Study of Selected Outcomes of Medical Students Who Fail USMLE Step 1

Med Educ Online. 2006 Dec;11(1):4589. doi: 10.3402/meo.v11i.4589.


Purpose: Passage of the United States Medical Licensing Exam (USMLE) is required to obtain a medical license in the United States. Currently the majority of US medical schools require passage of USMLE Step 1 for either promotion to the third year or graduation from medical school. Virginia Commonwealth University School of Medicine (VCUSOM) requires that students take the USMLE but does not require passing of USMLE Step 1 for promotion or graduation. This policy enabled the authors to analyze performance outcomes during clinical rotations and monitor the residency match for a group of students who failed USMLE Step 1 on the first attempt.

Methods: Third year clerkship grades and residency match results were reviewed for 64 students of the graduating classes of 1999-2005 who failed Step 1 on the first attempt. An equal number of students who passed Step 1 were randomly selected from each class as a comparison group. Average clinical performance ratings, NBME subject exam scores and final third year clerkship grades for the two groups were compared. Residency match rates and specialty certification were also compared.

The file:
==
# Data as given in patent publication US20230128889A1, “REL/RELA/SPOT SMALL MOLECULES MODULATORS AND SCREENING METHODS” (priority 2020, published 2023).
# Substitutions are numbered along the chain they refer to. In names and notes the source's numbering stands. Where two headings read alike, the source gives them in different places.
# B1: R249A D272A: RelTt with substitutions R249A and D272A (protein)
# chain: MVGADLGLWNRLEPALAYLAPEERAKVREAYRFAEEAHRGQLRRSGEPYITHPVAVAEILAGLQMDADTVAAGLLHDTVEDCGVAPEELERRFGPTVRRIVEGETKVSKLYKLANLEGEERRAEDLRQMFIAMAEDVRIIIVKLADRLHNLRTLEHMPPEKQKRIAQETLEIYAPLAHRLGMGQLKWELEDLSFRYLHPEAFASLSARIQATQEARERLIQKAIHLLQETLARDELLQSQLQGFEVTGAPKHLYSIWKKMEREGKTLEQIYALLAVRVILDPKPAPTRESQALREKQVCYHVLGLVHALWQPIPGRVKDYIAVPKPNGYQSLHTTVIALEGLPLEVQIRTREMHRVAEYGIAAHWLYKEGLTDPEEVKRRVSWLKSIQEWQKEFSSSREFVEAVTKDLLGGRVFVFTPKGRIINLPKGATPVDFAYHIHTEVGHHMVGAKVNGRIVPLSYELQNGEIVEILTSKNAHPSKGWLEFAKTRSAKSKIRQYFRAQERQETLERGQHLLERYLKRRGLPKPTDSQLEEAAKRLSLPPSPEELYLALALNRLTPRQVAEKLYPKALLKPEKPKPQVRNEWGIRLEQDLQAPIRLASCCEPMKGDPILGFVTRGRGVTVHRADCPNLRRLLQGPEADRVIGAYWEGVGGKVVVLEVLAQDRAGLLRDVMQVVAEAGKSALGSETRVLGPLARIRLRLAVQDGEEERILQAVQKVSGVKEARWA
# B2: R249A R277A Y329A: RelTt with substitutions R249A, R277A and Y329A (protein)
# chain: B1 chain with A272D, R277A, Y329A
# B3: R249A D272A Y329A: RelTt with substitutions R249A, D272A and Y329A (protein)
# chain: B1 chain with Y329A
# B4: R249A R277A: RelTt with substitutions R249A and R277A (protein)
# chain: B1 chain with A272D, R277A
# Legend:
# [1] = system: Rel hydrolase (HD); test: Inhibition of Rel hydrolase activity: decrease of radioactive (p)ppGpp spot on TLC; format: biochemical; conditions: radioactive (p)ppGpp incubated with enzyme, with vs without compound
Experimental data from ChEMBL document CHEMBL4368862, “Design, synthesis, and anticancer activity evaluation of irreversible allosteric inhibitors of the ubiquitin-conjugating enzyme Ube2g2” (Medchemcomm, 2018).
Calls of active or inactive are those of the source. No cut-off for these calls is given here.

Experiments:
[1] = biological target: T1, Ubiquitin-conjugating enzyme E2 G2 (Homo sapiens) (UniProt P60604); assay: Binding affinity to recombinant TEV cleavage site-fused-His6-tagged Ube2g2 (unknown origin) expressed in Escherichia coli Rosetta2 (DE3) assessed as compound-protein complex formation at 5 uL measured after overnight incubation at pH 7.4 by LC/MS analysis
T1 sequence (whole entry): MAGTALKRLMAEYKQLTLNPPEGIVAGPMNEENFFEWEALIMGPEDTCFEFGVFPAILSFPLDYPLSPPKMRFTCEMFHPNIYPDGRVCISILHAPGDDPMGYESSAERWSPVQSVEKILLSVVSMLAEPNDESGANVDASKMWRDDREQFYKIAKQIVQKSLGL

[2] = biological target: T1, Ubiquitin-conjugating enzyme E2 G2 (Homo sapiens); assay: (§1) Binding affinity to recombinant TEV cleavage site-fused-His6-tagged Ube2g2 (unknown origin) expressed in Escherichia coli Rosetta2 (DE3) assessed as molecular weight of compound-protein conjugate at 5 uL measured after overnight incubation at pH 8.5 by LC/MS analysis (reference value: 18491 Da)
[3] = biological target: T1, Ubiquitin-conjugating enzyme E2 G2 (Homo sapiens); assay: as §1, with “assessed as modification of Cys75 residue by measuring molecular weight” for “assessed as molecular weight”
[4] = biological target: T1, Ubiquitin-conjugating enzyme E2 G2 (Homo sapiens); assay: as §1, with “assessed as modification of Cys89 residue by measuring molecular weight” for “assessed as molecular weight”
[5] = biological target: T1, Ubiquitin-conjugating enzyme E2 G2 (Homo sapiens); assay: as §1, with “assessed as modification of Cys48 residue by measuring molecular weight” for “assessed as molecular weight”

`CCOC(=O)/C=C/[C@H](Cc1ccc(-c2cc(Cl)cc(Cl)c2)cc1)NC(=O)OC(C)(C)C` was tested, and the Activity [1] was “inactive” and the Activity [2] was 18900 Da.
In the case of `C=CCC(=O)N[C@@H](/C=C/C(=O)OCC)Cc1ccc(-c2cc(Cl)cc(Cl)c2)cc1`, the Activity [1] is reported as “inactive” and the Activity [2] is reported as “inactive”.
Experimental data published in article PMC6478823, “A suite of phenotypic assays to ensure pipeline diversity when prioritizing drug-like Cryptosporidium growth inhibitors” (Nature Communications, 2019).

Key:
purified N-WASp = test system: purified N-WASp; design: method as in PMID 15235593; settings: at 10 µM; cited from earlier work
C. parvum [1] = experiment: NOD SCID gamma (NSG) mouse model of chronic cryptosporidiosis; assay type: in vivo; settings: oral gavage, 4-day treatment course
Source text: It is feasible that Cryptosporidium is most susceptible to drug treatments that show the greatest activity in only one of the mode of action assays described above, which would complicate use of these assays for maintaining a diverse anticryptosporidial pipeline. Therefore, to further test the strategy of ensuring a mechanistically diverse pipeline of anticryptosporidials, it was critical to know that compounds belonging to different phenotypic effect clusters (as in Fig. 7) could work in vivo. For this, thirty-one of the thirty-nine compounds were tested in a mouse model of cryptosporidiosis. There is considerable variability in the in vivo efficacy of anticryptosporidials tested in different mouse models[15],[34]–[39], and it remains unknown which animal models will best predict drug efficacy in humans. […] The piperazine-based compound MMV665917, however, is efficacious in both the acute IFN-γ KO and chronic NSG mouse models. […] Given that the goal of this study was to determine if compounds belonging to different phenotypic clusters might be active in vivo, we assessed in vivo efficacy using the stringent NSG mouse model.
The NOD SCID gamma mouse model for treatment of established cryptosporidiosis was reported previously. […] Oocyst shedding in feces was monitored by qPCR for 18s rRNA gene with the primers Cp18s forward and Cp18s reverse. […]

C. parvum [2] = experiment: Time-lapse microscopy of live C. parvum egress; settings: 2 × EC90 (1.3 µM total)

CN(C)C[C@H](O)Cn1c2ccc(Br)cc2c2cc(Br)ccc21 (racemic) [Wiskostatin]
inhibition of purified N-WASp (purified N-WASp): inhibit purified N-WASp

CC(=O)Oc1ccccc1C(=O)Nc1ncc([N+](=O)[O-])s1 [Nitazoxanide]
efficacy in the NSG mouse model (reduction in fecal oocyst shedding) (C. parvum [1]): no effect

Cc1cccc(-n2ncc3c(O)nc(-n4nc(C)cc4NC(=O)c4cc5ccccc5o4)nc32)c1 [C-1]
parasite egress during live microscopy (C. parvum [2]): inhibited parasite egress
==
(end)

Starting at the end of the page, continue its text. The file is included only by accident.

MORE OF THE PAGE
Results: The USMLE Fail Group had more Pass and fewer Honors clerkship grades than the comparison group. Subject exam scores were significantly lower in the USMLE Fail Group in all clerkships. Clinical performance ratings were significantly lower in the Fail group in three out of six clerkships: Internal Medicine, Pediatrics, and Psychiatry. However, 82% of the USMLE Fail Group later passed USMLE Step 1 and 2. Fifty-nine of the 64 students in the USMLE Fail Group matched for a residency, whereas all of the students in the Pass Group matched for a residency.

Conclusion: Students who fail USMLE Step 1 have lower final clerkship grades due in part to lower NBME subject exam scores. The majority of these students, however, successfully pass USMLE Step 1 prior to graduation, go on to graduate medical training, and become board certified in their specialty.